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How Far Is It to the Edge of the Solar System?

The Voyager 1 spacecraft.
An artist's illustration of NASA's Voyager 1 spacecraft, the farthest human-built object from Earth, which launched in 1977 and is headed for interstellar space. (Image credit: NASA)

At this very moment NASA's Voyager 1 and 2, two spacecraft that left Earth in the 1970s, are exiting the solar system.

The two spacecraft are passing through the magnetic bubbles at its edge approximately 9 billion miles from Earth. Now, 9 billion miles is clearly far, far away, but it's also a pretty difficult distance to imagine. How about we put that into (somewhat) more practical terms.

Measured in cross-country flights, the distance to the edge of the solar system is great indeed. LAX and JFK airports are 2,475 miles (3,983 km) apart, so the Voyager probes have experienced the equivalent of three million to four million red-eyes.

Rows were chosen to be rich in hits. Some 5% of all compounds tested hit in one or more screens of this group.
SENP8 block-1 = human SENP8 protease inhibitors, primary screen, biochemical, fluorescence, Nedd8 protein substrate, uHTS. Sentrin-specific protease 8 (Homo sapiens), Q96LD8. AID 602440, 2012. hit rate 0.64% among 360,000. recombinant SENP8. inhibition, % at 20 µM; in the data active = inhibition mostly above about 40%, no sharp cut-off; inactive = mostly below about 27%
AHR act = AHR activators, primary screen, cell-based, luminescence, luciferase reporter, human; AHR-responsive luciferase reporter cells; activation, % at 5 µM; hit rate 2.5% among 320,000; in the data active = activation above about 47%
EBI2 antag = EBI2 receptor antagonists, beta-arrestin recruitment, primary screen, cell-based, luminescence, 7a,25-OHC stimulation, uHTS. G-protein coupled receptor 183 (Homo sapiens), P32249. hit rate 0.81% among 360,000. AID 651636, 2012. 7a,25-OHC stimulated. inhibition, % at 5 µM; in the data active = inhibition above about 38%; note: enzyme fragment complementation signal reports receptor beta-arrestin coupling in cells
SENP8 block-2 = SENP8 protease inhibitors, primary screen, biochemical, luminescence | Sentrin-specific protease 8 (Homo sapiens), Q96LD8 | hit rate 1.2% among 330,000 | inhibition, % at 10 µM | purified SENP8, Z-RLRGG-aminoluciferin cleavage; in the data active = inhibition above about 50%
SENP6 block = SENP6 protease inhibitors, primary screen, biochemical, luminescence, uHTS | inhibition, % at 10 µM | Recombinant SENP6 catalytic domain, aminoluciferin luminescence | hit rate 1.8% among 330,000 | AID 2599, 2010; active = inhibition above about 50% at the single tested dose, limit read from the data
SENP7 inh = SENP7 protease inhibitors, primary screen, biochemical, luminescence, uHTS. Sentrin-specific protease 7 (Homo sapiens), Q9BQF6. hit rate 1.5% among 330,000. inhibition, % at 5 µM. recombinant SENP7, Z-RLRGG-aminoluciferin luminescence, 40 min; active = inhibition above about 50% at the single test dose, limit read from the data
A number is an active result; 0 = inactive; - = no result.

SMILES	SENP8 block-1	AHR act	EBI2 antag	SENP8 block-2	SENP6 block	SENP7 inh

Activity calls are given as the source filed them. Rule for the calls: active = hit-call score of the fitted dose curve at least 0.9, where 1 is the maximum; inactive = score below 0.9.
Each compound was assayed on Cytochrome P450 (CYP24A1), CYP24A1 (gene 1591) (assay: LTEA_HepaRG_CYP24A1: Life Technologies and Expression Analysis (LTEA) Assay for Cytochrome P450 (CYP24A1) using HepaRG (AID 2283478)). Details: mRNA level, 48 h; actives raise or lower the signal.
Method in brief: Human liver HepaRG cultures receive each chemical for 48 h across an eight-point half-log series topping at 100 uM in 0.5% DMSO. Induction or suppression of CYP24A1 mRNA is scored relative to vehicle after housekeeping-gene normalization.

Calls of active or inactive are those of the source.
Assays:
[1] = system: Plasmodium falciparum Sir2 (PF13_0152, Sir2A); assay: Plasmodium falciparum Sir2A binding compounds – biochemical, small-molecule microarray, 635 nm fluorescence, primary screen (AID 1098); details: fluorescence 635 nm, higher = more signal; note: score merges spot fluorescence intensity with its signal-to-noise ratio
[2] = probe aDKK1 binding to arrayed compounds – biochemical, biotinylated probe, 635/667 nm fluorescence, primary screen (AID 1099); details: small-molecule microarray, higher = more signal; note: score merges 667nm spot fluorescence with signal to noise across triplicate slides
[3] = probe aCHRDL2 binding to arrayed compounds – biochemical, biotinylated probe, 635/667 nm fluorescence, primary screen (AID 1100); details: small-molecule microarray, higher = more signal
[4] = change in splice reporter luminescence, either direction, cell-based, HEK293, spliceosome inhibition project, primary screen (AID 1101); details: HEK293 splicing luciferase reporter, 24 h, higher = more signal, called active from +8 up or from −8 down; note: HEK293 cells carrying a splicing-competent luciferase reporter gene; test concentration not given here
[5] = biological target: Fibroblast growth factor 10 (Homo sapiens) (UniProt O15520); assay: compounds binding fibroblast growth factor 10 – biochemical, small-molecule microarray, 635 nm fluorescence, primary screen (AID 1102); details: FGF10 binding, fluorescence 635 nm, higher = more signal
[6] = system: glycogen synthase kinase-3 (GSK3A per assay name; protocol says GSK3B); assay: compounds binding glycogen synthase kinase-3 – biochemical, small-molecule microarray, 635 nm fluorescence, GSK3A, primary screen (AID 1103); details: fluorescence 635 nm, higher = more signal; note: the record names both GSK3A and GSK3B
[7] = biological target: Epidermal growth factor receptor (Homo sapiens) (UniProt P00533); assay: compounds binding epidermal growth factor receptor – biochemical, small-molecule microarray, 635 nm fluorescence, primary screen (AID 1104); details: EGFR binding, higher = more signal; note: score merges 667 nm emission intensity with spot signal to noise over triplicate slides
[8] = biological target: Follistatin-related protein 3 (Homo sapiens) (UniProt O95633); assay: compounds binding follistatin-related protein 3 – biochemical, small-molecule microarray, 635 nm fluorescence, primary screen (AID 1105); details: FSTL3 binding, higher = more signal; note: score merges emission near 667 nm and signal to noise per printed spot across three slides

One could also measure the distance they've gone in units of the Earth-moon separation. Our satellite orbits at an average distance of 238,857 miles (384,403 km). Line up 37,679 of those Earth-moon distances one after another, and you'll arrive at the edge of the solar system. [Video: Solar System's Border Lets Galactic Rays Through]

The Sun is close to 93 million miles (150 million km) away from us. The edge of the solar system — and those intrepid Voyagers — are almost 97 times farther afield.

This story was provided by Life's Little Mysteries, a sister site of SPACE.com. Follow Natalie Wolchover on Twitter @nattyover, then join Life's Little Mysteries on Facebook.

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Natalie Wolchover
Natalie Wolchover was a staff writer for Live Science from 2010 to 2012 and a contributor to Space.com. She hold a bachelor's degree in physics from Tufts University and has studied physics at the University of California, Berkeley.